By Federico Buldrini
The region of Southern Savonia is in the heart of the Finnish lake district, where the Saimaa creates its labyrinth of water and land. It’s the largest lake of Finland with its 4 380 km2 surface, 13,710 islands and 14,850 km of shores. On its islands many historical buildings were built, here are just few examples.
The St.Olaf Castle of Savonlinna was built in 25 years by the citizens and completed in 1475. Due to the habit of preserving food under layers of salt and despite being over a freshwater lake, the castle was guarded by beer fueled soldiers, or so is told. It was abandoned in 1840 after three wars between Sweden and Russia and brought back to life in 1912 with the creation of the International Opera Festival.
The Kerimäki wooden church, the biggest one in the word, can hold 5000 people. The parishioners used to reach it by boat.
The New Valamo orthodox monastery was originally built in the 12th century on lake Ladoga, in the now Russian part of Karelia. After the Winter War the monks moved to west and built a new monastery in Heinävesi.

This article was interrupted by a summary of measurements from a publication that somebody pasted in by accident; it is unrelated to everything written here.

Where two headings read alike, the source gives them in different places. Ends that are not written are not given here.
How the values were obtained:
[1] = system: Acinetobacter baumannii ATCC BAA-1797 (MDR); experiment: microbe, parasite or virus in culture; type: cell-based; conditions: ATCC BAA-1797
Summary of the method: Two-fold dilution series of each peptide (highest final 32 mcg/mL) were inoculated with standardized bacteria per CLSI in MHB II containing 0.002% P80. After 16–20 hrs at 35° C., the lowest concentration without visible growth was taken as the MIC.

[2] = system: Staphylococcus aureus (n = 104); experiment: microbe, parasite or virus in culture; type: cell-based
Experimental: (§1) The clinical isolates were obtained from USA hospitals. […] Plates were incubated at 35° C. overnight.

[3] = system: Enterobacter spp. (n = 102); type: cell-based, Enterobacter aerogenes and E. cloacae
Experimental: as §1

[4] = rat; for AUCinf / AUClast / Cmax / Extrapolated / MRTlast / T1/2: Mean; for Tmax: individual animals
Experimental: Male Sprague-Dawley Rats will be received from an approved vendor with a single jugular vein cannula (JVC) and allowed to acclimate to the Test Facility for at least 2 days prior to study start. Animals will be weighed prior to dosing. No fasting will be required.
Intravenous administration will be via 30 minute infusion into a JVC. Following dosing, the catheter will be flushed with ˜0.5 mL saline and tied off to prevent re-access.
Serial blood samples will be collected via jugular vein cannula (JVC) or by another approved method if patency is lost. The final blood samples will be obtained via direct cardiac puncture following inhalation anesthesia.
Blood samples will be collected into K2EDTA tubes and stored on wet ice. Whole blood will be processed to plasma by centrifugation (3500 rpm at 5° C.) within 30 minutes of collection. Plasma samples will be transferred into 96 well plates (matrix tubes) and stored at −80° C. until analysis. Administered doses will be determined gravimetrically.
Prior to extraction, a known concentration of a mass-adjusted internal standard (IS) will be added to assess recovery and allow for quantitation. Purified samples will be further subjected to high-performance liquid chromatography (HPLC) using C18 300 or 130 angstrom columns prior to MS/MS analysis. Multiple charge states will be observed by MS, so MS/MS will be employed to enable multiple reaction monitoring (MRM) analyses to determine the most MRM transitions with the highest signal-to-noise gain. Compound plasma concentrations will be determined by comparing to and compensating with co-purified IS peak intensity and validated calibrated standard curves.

Aside from man’s works, lake Saimaa is a natural treasure in itself and holds, among other species, one of the three living freshwater seals: the critically endangered Saimaa ringed seal.
The wetland environment, paired with the deciduous forests, is the ideal place for the summer nesting of the golden oriole. This reserved yet active bird, whose male sports one of the most melodious voices among European birds has become one of the regional symbols of Southern Savonia.
Blacksmith Martti Malinen, working in Niinisaari island, crafts, among the others, a puukko named after this bird: the Kuhankeittäjä.
“For me the bird itself has been the source of inspiration. My summers here are hectic because of number of tourists. And they all want to get my knives or other products from the local blacksmith! My hobby has been to have a cup of coffee on the entrance door of the workshop and talk to Oriolus (I use Latin name often) for fun. He answers and flies to me when I imitate him. They nest here on our yard. Few years ago I wanted to do something different after a number of koivumäki and other normal knives. Something which have more colours and have a message from summer.
During a day off from workshop I took my family for a short boating trip to our sauna cabin 10 km from here. Just before we arrived back we met a ringed seal. I stopped the engine and he dived closer to the boat. Finally he was ten meters from us. One of the most endangered mammal in the world! Perhaps the next knife will have colours from the ringed seal…”
For a profile of Martti Malinen see Martti Malinen Profile Link
And for a review of one of his puukkos see Malinen Koivumaki Puukko Review